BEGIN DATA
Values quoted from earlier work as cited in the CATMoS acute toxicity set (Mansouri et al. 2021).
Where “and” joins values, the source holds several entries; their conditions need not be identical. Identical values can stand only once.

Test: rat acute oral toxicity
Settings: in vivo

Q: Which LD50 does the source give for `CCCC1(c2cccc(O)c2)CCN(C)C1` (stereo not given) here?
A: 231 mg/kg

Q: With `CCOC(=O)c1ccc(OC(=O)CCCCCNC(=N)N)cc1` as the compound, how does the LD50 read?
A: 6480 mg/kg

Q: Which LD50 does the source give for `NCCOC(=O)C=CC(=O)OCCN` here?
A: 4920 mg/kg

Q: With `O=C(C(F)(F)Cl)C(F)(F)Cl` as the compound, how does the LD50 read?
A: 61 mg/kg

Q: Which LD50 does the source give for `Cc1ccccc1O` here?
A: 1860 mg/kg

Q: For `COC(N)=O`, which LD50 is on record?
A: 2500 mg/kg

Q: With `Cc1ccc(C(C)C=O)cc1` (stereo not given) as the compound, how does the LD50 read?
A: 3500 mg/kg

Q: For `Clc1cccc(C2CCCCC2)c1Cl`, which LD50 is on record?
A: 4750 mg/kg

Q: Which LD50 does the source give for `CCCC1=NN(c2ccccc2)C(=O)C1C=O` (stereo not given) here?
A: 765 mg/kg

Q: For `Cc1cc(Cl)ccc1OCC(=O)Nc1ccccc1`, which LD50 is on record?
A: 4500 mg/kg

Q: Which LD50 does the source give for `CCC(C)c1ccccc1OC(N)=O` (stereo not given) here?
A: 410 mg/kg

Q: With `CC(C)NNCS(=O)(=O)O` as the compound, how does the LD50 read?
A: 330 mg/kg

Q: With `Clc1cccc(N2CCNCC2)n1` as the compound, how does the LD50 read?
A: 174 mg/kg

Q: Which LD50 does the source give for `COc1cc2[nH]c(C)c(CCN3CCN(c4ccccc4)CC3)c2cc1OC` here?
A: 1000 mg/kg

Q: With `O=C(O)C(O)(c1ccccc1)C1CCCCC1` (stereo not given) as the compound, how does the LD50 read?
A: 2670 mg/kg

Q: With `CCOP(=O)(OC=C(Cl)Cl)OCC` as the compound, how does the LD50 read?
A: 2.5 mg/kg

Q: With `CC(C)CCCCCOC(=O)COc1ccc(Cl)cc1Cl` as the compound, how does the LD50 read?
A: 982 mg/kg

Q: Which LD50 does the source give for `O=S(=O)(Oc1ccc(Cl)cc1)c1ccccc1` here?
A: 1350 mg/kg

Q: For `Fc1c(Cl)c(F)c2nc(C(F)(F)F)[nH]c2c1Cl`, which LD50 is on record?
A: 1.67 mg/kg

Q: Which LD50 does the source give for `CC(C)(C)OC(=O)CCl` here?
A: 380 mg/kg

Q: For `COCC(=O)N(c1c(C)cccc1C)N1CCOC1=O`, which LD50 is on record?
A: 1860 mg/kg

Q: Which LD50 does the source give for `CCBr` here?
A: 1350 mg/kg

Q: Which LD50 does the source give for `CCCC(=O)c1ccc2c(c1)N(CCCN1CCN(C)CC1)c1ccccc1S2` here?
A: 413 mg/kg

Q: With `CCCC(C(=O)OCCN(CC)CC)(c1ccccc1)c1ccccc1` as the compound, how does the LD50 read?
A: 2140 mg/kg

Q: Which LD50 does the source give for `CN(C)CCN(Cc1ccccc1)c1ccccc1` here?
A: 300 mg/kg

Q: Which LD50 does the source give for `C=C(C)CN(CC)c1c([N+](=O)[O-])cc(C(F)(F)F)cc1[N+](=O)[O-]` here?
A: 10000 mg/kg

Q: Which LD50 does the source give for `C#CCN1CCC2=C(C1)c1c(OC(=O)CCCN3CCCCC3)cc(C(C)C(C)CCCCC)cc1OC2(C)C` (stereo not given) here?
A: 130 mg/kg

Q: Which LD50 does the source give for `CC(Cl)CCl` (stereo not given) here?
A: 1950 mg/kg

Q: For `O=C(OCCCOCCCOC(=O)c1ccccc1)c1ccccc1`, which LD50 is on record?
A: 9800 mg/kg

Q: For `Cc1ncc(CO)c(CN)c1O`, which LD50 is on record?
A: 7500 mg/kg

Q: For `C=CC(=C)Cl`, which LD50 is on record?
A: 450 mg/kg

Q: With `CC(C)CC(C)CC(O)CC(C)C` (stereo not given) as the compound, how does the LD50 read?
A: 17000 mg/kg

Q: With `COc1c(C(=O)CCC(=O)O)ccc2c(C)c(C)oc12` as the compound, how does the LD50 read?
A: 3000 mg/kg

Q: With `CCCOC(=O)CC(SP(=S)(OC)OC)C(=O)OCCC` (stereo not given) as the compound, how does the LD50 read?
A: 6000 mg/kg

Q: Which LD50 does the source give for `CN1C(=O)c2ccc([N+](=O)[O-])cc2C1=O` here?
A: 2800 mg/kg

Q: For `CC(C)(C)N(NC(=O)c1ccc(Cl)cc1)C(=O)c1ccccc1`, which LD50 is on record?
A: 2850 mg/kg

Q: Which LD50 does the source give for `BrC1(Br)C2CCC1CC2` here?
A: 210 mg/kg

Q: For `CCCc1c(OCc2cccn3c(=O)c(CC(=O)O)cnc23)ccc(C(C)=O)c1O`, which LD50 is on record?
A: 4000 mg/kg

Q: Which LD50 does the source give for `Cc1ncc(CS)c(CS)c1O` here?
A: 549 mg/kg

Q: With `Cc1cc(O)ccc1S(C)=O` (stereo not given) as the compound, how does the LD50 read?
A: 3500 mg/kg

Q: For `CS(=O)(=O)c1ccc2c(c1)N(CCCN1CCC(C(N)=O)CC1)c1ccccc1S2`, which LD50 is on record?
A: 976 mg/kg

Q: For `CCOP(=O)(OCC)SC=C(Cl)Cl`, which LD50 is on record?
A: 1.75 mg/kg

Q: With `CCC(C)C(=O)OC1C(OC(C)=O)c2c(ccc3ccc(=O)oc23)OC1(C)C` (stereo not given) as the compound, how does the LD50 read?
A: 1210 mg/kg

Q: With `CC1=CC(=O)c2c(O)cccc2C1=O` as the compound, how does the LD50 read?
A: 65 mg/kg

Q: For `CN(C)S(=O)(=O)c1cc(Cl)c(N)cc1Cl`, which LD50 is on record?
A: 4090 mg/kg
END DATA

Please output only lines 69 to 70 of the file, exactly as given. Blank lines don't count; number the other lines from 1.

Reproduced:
Q: With `COc1c(C(=O)CCC(=O)O)ccc2c(C)c(C)oc12` as the compound, how does the LD50 read?
A: 3000 mg/kg